Policy § C(7).

Filachek and Ung oppose Allstate's motion for judgment on the pleadings, and Mad River joins in Filachek's opposition.*fn3 Filachek argues Allstate should defend him in the underlying action because the terms of the Policy are ambiguous. Alternatively, Filachek argues Allstate should at least defend him in the action, even though it may not ultimately be required to indemnify him. Ung argues the Policy exclusions are inapplicable because (1) Maher's intoxication meant he was not "properly" using the car, and (2) Filachek's actions were unrelated to the vehicle and constitute a separate, non-automobile-related cause of injury.

First, Filachek contends that, at a minimum, Allstate is required to defend him in the underlying negligence case, noting that an insurer's duty to defend is broader than its duty to indemnify the insured. While Filachek is correct that Allstate must defend him against even those claims that are "groundless, false, or fraudulent," Erie, 533 A.2d at 1368, the duty to defend "is not activated by every allegation raised against the insured," Claypoole, 673 A.2d at 355. Instead, an insurer is obligated to defend only those claims which may potentially come within the policy's coverage. Erie, 533 A.2d at 1368; see also Gen. Accident Ins. Co. of Am. v. Allen, 692 A.2d 1089, 1094 (Pa. 1997). Thus, this Court must determine whether the factual allegations in Ung's complaint fall within the scope of the Policy, as determined by its express language. Casper v. Am. Guarantee & Liab. Ins. Co., 184 A.2d 247, 248 (Pa. 1962) (explaining an insurer must defend claims where the factual allegations in the complaint "might, or might not" come within the scope of the policy).

The Third Circuit recently addressed a similar issue in Countryway Insurance Company v. Slaugenhop, 360 F. App'x 348 (3d Cir. 2010), a non-precedential decision which this Court finds persuasive. The Countryway court reversed a district court's determination that Countryway had a duty to defend its insured in a negligence action arising from a car accident which occurred after the insured negligently instructed his elderly, sight-impaired father to drive a car owned by the father, despite knowing his father could not safely do so because he "was 93 years old, had a history of glaucoma, and was not wearing his glasses despite a driver's license requirement that he wear corrective lenses when operating a motor vehicle." Id. at 349. The person injured in the subsequent collision sued both father and son, alleging the father negligently operated his car and the son, Countryway's insured, negligently directed his father to drive. Id. Countryway argued the injury was excluded from coverage under the insurance policy's motor vehicle exclusion, and asserted it had no duty to defend its insured. The district court disagreed, finding the language of the policy ambiguous, and held Countryway was required to defend the insured. In reversing this determination, the Third Circuit admonished district courts not to "resort to a strained contrivance in order to find an ambiguity" in an insurance policy, and explained that Pennsylvania courts "have consistently rejected attempts to divorce allegations of negligent entrustment from the excluded 'use' of a vehicle that actually causes the plaintiff's injuries." Id. at 351-52 (citing Pulleyn v. Cavalier Ins. Corp., 505 A.2d 1016, 1020 (Pa. Super. Ct. 1986) ). Because liability for a car accident injury "is not actually triggered until the motor vehicle is used in a negligent manner," the court ruled the injured party could not separate negligent delegation allegations against the insured from the use of the vehicle which actually gave rise to the injured party's claims. Id. at 352.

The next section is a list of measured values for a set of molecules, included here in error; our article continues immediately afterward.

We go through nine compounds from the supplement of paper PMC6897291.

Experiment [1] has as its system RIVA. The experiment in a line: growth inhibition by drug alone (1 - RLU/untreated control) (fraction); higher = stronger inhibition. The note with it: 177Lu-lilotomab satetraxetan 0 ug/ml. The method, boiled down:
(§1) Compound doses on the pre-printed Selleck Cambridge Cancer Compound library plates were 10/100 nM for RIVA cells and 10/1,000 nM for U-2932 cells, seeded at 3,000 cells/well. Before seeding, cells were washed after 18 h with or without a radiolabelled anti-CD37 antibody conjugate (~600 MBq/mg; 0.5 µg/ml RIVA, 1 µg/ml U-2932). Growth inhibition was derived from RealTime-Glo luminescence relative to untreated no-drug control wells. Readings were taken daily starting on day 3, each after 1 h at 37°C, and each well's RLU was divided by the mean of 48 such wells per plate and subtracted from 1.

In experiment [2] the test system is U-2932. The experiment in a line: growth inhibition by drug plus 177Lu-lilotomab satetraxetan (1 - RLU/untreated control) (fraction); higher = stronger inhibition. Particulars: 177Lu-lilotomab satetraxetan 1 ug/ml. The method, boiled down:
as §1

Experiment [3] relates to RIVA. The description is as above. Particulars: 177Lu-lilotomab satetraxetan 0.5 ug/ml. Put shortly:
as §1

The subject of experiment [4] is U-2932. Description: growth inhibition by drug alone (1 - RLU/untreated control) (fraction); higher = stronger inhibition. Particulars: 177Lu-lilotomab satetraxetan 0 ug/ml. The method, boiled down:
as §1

Countryway is factually analogous to the case at hand. Like Countryway, this is a negligent delegation case in which Filachek allegedly watched Maher become intoxicated, encouraged Maher to drink, and delegated driving duties to him. Although these acts may well have been negligent and a jury may find Filachek liable, such liability is undeniably intertwined with Maher's use of the vehicle that actually gave rise to the injury. The vehicle Maher drove was both the instrumentality of the injury and a necessary element in Ung's theories of liability against both men. Thus, because Kap's death indisputably "arose out of the use" of a motor vehicle, any liability-inducing conduct which occurred before such use cannot be divorced from the negligent driving that led to the fatal car accident. See Wilcha v. Nationwide Mut. Fire Ins. Co., 887 A.2d 1254, 1263 n.3 (Pa. Super. Ct. 2005) (collecting cases from various states holding that a negligent entrustment claim is not separate from the underlying act of negligence).

Moreover, even if Ung's allegations against Filachek could be so neatly separated from her claims against Maher, Filachek's insurance policy also excludes coverage for bodily injury arising out of the negligent supervision of any person arising from the use of any motorized land vehicle. Policy § C(7). Because the Allstate Policy unambiguously excludes coverage for injuries which arise out of the use of a motor vehicle, or the supervision of another's use of a motor vehicle, Ung's negligence claims against Filachek fail to support a recovery that would be covered by the Policy. Allstate therefore has no duty to defend Filachek in the underlying action.

Filachek contends the Policy exclusions do not apply to him, because his actions or inactions, as pled by Ung, do not arise out of his ownership, maintenance, use, or occupancy of any motor vehicle. Filachek's argument fails because he misconstrues the scope of the exclusions. The Policy's vehicle use exclusion is not directed at those liability-inducing actions which relate to the ownership, maintenance, use, or occupancy of a motor vehicle. Instead, the exclusion bars coverage for all "bodily injury or property damage" which arises out of "the ownership, maintenance, use, occupancy, renting, loaning, entrusting, loading or unloading of any motor vehicle or trailer." Policy § C(4). This exclusion is not limited to only an injury which arises from the insured's use of a motor vehicle, or the use of an insured's motor vehicle. The policy is therefore unambiguously broader than Filachek suggests, and excludes coverage for any injury or damage arising out of anyone's use of a vehicle. Allstate need not defend or indemnify Filachek under these circumstances.